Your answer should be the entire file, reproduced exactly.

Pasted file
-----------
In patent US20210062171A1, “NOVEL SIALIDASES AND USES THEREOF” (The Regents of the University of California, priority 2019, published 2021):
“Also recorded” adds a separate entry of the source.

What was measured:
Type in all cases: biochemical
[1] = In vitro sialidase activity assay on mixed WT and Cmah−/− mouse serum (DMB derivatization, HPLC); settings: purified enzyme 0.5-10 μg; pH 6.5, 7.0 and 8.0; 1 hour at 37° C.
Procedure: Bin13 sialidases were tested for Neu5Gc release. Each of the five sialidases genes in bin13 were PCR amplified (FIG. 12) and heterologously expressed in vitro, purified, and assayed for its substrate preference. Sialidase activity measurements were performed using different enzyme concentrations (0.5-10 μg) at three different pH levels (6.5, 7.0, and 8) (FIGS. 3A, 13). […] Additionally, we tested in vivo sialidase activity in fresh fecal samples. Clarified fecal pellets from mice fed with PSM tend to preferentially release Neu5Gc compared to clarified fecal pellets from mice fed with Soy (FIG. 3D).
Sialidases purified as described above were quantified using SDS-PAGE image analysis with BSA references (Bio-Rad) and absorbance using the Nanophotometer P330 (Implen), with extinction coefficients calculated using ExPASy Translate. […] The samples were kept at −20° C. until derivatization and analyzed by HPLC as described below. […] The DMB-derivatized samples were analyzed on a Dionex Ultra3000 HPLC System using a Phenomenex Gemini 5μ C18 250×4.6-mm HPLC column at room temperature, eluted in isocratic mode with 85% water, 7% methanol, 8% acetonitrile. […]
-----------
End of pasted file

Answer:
In patent US20210062171A1, “NOVEL SIALIDASES AND USES THEREOF” (The Regents of the University of California, priority 2019, published 2021):
“Also recorded” adds a separate entry of the source.

What was measured:
Type in all cases: biochemical
[1] = In vitro sialidase activity assay on mixed WT and Cmah−/− mouse serum (DMB derivatization, HPLC); settings: purified enzyme 0.5-10 μg; pH 6.5, 7.0 and 8.0; 1 hour at 37° C.
Procedure: Bin13 sialidases were tested for Neu5Gc release. Each of the five sialidases genes in bin13 were PCR amplified (FIG. 12) and heterologously expressed in vitro, purified, and assayed for its substrate preference. Sialidase activity measurements were performed using different enzyme concentrations (0.5-10 μg) at three different pH levels (6.5, 7.0, and 8) (FIGS. 3A, 13). […] Additionally, we tested in vivo sialidase activity in fresh fecal samples. Clarified fecal pellets from mice fed with PSM tend to preferentially release Neu5Gc compared to clarified fecal pellets from mice fed with Soy (FIG. 3D).
Sialidases purified as described above were quantified using SDS-PAGE image analysis with BSA references (Bio-Rad) and absorbance using the Nanophotometer P330 (Implen), with extinction coefficients calculated using ExPASy Translate. […] The samples were kept at −20° C. until derivatization and analyzed by HPLC as described below. […] The DMB-derivatized samples were analyzed on a Dionex Ultra3000 HPLC System using a Phenomenex Gemini 5μ C18 250×4.6-mm HPLC column at room temperature, eluted in isocratic mode with 85% water, 7% methanol, 8% acetonitrile. […]